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Shavar Jeffries and Democrats for Education Reform deserve praise. So do reformers such as Jonas Chartock of Leading Educators, Andrew Rotherham of Bellwether Education Partners, and Charles Sahm of the Manhattan Institute. They are among the sadly small number of school reformers who have come out in the past three days to either condemn President-Elect Donald Trump’s appointment of Steve Bannon as his next Karl Rove, or went further to condemn the incoming administration for its rampant race-baiting, nativism, and rank bigotry.

wpid-threethoughslogoRotherham, Chartock, and Sahm have gone on record with their condemnations of Bannon, the former Breitbart Media Network boss whose appointment has caused an uproar because of his long and ignoble record of anti-Semitism and white supremacist thinking. Jeffries and DFER went one step further on Thursday, especially after it was revealed that two Democrats, former D.C. Public Schools boss Michelle Rhee, and Eva Moskowitz, the former New York City Councilmember-turned-Success Academy founder, were being considered to serve as U.S. Secretary of Education. met with Trump this week to discuss the possibility of becoming U.S. Secretary of Education. [Rhee is meeting with Trump today about the job. Moskowitz met with Trump, but said she turned it down; she did say that she would work with the administration on expanding school choice.]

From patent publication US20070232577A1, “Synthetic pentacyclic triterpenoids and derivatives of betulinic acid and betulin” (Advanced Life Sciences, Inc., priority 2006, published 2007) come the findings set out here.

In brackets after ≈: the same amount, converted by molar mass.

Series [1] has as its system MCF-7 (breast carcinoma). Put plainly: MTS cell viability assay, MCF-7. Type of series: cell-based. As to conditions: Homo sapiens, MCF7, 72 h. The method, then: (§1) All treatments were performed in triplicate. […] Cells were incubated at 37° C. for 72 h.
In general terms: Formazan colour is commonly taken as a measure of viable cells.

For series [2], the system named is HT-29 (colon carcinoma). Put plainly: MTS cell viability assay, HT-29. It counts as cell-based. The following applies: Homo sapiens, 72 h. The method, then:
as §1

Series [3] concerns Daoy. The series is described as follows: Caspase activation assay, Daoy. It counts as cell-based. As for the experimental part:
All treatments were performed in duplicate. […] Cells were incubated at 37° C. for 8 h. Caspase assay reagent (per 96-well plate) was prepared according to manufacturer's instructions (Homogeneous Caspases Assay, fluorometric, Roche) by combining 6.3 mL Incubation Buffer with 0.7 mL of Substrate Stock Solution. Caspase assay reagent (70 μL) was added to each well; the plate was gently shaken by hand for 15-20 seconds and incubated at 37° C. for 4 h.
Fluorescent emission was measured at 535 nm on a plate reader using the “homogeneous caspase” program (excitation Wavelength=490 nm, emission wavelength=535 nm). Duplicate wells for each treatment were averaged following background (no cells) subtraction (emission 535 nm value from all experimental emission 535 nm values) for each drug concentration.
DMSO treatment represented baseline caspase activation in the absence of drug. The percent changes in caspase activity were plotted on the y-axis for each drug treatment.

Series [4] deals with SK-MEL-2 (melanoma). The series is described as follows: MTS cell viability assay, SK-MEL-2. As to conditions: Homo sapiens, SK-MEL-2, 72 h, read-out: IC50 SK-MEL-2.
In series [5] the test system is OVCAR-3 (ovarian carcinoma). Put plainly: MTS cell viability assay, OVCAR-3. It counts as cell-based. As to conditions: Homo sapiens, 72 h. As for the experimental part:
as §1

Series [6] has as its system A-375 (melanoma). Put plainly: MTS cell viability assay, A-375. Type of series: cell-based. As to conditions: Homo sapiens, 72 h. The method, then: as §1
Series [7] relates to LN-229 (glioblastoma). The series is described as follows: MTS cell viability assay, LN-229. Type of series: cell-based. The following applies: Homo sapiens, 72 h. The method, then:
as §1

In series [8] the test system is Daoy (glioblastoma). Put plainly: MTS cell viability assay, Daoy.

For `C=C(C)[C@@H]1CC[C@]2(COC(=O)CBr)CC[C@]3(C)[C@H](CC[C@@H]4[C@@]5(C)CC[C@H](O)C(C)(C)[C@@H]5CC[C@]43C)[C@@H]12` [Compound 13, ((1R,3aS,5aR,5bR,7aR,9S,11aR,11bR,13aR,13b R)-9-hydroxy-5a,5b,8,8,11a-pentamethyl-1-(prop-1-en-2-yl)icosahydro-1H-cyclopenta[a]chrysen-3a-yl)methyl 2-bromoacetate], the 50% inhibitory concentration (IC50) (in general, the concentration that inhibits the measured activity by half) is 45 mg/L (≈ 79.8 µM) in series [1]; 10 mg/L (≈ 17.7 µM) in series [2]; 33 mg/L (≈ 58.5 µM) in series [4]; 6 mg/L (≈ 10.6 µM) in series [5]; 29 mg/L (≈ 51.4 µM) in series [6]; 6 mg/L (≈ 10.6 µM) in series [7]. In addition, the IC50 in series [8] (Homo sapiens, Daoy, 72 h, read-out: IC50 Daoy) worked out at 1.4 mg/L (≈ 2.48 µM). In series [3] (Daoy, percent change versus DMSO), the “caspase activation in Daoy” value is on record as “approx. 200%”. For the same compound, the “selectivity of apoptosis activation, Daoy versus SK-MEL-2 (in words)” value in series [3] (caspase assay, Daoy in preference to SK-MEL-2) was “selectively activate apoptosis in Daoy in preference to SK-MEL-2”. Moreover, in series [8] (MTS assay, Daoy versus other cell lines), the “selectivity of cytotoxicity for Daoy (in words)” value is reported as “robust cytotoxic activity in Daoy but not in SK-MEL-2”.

Declaring in a statement that Trump’s policy proposals and rhetoric “run contrary to the most fundamental values of what it means to be… committed to educating our kids”, Jeffries called on Democrats to refuse any offer to serve in the administration. Declared Jeffries: “Trump gives both tacit and express endorsement to a dangerous set of racial, ethnic, religious, and gender stereotypes that assault the basic dignity of our children.”

These reformers, along with others who have publicly condemned Bannon and Trump, deserve praise for doing the right thing. You can’t say your goal is to build brighter futures for all children and remain silent (or worse, work for) those whose bigotry works against making that come to pass for our most-vulnerable. Standing against Trump in general is an especially important move after it was announced this morning that U.S. Sen. Jeff Sessions, whose long record of racial bigotry and nativism kept him from being appointed to a federal judgeship three decades ago, has been nominated to become U.S. Attorney General. Given the role federal courts have played in advancing systemic reform for poor and minority children, and how the Attorney General is in charge of consent decrees over matters such as desegregating schools and expanding choice, the presence of Sessions as the nation’s chief legal officer is especially troubling.

Sadly, most reformers have remained silent. This is especially true of so-called conservative reformers who should be standing up now. Neither Gerard Robinson, the American Enterprise Institute wonk overseeing Trump’s education transition committee, nor his co-chair, Hoover Institution’s Williamson Evers, have spoken about Bannon’s appointment. Other prominent conservative reformers, including Jeanne Allen of the Center for Education Reform, have either said they would comment later about Bannon or nothing at all. So far, only Michael Petrilli of the Thomas B. Fordham Institute has offered any kind of condemnation.